My very oldest (and dear) friend’s three-year-old son is my most dedicated fan (of the quilts, at least). I’ve mentioned the love he’s given the quilt I made for his birth quite a few times on here. While his newborn sister can’t bear the distinction of receiving the first quilt I ever made, I wanted it to be special too—so, she’s receiving the first quilt I’ve made with Kokka fabric. Okay, maybe that doesn’t sound special to you, but I’ve lusted after many Kokka fabrics and this quilt finally convinced me to buy some.
It all started with an FQ of Nursery Versery, but in the final top there’s only one print from that set (the patchwork print). The back is pieced, and includes a big chunk of the mouse print from that line. The stuffed giraffe and doll quilt that I gifted at her shower were also made with those prints.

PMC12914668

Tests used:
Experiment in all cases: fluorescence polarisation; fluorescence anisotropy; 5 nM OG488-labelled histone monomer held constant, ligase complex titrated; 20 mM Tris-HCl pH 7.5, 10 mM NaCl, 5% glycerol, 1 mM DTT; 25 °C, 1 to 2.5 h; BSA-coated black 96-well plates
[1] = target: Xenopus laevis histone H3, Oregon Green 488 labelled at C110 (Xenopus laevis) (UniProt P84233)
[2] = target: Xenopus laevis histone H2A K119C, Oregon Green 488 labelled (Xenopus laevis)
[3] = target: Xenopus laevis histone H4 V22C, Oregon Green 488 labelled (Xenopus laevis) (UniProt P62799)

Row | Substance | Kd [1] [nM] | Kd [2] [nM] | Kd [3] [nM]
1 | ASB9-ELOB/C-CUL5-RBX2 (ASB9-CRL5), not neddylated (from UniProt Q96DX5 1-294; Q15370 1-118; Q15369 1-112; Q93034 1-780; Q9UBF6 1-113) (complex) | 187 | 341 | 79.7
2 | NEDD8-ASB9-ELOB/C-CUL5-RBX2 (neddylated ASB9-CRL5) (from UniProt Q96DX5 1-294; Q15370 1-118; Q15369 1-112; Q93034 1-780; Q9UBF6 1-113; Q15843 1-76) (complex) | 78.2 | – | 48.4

When I was shopping around (there are two shops around here that carried the line!), I fell in love with the design of a print in Comma that was conveniently placed next to Nursery Versery on the shelf.
However, I couldn’t figure out how to turn that layout into a quilt top using the prints I’d purchased in the Kokka FQ. So, I pulled more prints from the shop in a complementary color scheme. Those ended up comprising the top of the quilt, paired with Essex Linen.
I drew up the 12″ block in Illustrator, then printed it and created templates. Another first: I’ve never made a whole quilt top that required templates to piece the blocks. My technique leaves much to be desired—there are more lost points than there are good ones and the whole top was a little wobbly before quilting. But, I’m happy with the final outcome even if it has flaws.
I planned to do an all-over swirl like I did on the coordinating doll quilt, but had to work around a broken FMQ foot. Limited to my walking foot and a floating embroidery foot (which worked better than expected), I let the quilt talk to me and it turned out even better than I expected. Pellon Nature’s Touch batting gives it a good weight and drape.
The 48″ square quilt is bound in a Denyse Schmidt print and topped off with a label. I hope she loves it as much as her brother loves his.
If she doesn’t love it (and if her brother doesn’t steal it), Moof is always willing to take it back.